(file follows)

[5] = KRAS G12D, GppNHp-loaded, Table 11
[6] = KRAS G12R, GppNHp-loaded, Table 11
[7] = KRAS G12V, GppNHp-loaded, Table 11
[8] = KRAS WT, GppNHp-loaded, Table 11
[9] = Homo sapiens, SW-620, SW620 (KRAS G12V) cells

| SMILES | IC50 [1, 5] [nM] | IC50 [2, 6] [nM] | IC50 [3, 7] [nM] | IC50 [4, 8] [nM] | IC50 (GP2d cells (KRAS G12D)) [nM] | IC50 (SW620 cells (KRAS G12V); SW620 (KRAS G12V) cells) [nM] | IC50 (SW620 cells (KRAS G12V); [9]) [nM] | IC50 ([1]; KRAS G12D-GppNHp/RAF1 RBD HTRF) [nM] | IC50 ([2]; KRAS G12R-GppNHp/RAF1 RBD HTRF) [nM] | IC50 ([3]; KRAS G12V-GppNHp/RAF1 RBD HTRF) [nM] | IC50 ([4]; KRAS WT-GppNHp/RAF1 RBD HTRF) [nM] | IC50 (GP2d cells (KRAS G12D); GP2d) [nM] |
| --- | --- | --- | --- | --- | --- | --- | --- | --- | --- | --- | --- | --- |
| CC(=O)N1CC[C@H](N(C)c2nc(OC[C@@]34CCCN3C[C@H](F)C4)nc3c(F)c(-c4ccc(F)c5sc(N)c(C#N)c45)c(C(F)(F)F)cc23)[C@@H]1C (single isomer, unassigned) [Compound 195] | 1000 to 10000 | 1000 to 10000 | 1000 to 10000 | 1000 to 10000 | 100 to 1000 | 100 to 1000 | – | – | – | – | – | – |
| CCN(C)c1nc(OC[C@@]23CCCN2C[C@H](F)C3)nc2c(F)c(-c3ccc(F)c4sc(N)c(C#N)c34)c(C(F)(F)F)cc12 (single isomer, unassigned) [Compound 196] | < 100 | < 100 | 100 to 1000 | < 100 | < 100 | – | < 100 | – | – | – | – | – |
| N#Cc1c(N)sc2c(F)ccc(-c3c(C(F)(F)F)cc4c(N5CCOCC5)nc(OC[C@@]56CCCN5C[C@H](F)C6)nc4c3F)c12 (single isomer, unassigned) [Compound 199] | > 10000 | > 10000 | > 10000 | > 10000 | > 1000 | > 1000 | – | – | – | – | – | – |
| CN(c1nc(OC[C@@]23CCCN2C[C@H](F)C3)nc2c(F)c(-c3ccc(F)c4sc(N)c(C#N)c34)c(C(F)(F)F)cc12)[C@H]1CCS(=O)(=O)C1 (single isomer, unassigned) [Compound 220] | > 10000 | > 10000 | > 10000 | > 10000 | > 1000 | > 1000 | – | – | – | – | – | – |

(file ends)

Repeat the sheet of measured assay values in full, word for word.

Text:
[5] = KRAS G12D, GppNHp-loaded, Table 11
[6] = KRAS G12R, GppNHp-loaded, Table 11
[7] = KRAS G12V, GppNHp-loaded, Table 11
[8] = KRAS WT, GppNHp-loaded, Table 11
[9] = Homo sapiens, SW-620, SW620 (KRAS G12V) cells

| SMILES | IC50 [1, 5] [nM] | IC50 [2, 6] [nM] | IC50 [3, 7] [nM] | IC50 [4, 8] [nM] | IC50 (GP2d cells (KRAS G12D)) [nM] | IC50 (SW620 cells (KRAS G12V); SW620 (KRAS G12V) cells) [nM] | IC50 (SW620 cells (KRAS G12V); [9]) [nM] | IC50 ([1]; KRAS G12D-GppNHp/RAF1 RBD HTRF) [nM] | IC50 ([2]; KRAS G12R-GppNHp/RAF1 RBD HTRF) [nM] | IC50 ([3]; KRAS G12V-GppNHp/RAF1 RBD HTRF) [nM] | IC50 ([4]; KRAS WT-GppNHp/RAF1 RBD HTRF) [nM] | IC50 (GP2d cells (KRAS G12D); GP2d) [nM] |
| --- | --- | --- | --- | --- | --- | --- | --- | --- | --- | --- | --- | --- |
| CC(=O)N1CC[C@H](N(C)c2nc(OC[C@@]34CCCN3C[C@H](F)C4)nc3c(F)c(-c4ccc(F)c5sc(N)c(C#N)c45)c(C(F)(F)F)cc23)[C@@H]1C (single isomer, unassigned) [Compound 195] | 1000 to 10000 | 1000 to 10000 | 1000 to 10000 | 1000 to 10000 | 100 to 1000 | 100 to 1000 | – | – | – | – | – | – |
| CCN(C)c1nc(OC[C@@]23CCCN2C[C@H](F)C3)nc2c(F)c(-c3ccc(F)c4sc(N)c(C#N)c34)c(C(F)(F)F)cc12 (single isomer, unassigned) [Compound 196] | < 100 | < 100 | 100 to 1000 | < 100 | < 100 | – | < 100 | – | – | – | – | – |
| N#Cc1c(N)sc2c(F)ccc(-c3c(C(F)(F)F)cc4c(N5CCOCC5)nc(OC[C@@]56CCCN5C[C@H](F)C6)nc4c3F)c12 (single isomer, unassigned) [Compound 199] | > 10000 | > 10000 | > 10000 | > 10000 | > 1000 | > 1000 | – | – | – | – | – | – |
| CN(c1nc(OC[C@@]23CCCN2C[C@H](F)C3)nc2c(F)c(-c3ccc(F)c4sc(N)c(C#N)c34)c(C(F)(F)F)cc12)[C@H]1CCS(=O)(=O)C1 (single isomer, unassigned) [Compound 220] | > 10000 | > 10000 | > 10000 | > 10000 | > 1000 | > 1000 | – | – | – | – | – | – |